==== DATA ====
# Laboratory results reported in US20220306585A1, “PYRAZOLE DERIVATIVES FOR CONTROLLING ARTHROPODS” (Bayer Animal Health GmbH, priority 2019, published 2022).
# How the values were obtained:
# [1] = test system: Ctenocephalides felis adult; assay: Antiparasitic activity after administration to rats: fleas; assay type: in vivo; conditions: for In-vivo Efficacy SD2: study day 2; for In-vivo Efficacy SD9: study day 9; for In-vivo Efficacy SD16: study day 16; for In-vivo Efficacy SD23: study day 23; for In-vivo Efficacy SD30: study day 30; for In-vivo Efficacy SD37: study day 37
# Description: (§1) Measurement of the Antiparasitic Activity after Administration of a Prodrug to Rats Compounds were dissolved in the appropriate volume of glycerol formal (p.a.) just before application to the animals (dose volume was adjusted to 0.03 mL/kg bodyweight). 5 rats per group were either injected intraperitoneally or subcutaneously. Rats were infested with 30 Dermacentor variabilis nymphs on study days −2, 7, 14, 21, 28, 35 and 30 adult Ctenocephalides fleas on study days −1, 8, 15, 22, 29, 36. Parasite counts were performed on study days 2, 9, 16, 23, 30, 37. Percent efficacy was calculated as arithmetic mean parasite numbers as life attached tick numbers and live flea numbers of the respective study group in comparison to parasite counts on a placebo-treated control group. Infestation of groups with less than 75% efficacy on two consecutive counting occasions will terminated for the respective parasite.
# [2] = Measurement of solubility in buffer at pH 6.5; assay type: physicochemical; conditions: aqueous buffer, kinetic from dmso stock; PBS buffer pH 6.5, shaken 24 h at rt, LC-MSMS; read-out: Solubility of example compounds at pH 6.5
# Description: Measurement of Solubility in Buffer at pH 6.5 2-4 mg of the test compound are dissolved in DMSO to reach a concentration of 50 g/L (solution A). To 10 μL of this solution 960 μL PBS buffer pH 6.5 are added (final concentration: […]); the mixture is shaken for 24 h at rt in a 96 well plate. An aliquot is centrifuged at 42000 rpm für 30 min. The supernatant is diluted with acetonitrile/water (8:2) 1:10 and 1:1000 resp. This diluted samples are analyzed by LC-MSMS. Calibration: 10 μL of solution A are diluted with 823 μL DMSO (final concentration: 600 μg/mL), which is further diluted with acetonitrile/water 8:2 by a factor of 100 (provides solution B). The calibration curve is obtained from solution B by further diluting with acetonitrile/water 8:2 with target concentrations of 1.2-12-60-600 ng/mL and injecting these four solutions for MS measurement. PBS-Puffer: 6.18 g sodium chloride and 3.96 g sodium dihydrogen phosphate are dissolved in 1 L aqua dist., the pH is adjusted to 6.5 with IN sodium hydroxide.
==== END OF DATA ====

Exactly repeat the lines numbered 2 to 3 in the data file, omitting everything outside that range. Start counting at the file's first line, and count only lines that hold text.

# How the values were obtained:
# [1] = test system: Ctenocephalides felis adult; assay: Antiparasitic activity after administration to rats: fleas; assay type: in vivo; conditions: for In-vivo Efficacy SD2: study day 2; for In-vivo Efficacy SD9: study day 9; for In-vivo Efficacy SD16: study day 16; for In-vivo Efficacy SD23: study day 23; for In-vivo Efficacy SD30: study day 30; for In-vivo Efficacy SD37: study day 37